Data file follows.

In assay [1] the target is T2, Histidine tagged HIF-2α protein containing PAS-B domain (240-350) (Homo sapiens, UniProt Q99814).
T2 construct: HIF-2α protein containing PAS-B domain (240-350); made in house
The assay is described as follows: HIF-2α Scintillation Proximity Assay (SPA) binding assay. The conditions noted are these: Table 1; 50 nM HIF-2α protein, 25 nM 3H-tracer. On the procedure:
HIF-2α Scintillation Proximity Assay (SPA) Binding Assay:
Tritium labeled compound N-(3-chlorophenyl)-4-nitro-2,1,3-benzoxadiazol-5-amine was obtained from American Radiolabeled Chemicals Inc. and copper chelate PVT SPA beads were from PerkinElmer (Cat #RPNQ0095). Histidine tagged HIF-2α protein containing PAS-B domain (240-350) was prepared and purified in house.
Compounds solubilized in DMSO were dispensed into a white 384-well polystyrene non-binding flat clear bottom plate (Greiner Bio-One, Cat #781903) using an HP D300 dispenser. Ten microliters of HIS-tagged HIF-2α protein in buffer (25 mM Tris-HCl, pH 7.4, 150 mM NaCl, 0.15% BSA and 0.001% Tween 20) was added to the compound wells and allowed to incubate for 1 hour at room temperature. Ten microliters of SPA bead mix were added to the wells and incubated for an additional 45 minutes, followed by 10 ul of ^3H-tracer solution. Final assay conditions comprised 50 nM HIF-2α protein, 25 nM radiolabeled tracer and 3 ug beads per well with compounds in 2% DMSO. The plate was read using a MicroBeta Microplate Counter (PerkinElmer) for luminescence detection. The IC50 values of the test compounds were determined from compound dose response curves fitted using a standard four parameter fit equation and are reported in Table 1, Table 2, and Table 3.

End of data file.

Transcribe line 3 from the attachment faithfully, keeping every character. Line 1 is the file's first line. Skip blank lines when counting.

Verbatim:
The assay is described as follows: HIF-2α Scintillation Proximity Assay (SPA) binding assay. The conditions noted are these: Table 1; 50 nM HIF-2α protein, 25 nM 3H-tracer. On the procedure: